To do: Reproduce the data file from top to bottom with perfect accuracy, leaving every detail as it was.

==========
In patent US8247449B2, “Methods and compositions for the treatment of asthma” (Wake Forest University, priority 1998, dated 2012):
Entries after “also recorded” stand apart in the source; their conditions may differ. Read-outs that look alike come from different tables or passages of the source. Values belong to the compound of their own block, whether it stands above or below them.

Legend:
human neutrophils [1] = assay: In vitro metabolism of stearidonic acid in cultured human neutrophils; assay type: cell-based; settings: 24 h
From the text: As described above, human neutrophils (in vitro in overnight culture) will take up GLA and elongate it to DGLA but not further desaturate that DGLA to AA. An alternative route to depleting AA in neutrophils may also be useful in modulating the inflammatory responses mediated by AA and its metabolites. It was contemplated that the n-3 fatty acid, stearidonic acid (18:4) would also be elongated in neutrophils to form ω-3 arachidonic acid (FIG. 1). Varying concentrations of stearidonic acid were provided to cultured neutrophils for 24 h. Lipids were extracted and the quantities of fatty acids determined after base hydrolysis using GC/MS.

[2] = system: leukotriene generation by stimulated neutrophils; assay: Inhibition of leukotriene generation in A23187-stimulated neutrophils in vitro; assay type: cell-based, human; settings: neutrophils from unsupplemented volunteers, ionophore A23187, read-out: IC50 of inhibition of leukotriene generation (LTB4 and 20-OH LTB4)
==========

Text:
In patent US8247449B2, “Methods and compositions for the treatment of asthma” (Wake Forest University, priority 1998, dated 2012):
Entries after “also recorded” stand apart in the source; their conditions may differ. Read-outs that look alike come from different tables or passages of the source. Values belong to the compound of their own block, whether it stands above or below them.

Legend:
human neutrophils [1] = assay: In vitro metabolism of stearidonic acid in cultured human neutrophils; assay type: cell-based; settings: 24 h
From the text: As described above, human neutrophils (in vitro in overnight culture) will take up GLA and elongate it to DGLA but not further desaturate that DGLA to AA. An alternative route to depleting AA in neutrophils may also be useful in modulating the inflammatory responses mediated by AA and its metabolites. It was contemplated that the n-3 fatty acid, stearidonic acid (18:4) would also be elongated in neutrophils to form ω-3 arachidonic acid (FIG. 1). Varying concentrations of stearidonic acid were provided to cultured neutrophils for 24 h. Lipids were extracted and the quantities of fatty acids determined after base hydrolysis using GC/MS.

[2] = system: leukotriene generation by stimulated neutrophils; assay: Inhibition of leukotriene generation in A23187-stimulated neutrophils in vitro; assay type: cell-based, human; settings: neutrophils from unsupplemented volunteers, ionophore A23187, read-out: IC50 of inhibition of leukotriene generation (LTB4 and 20-OH LTB4)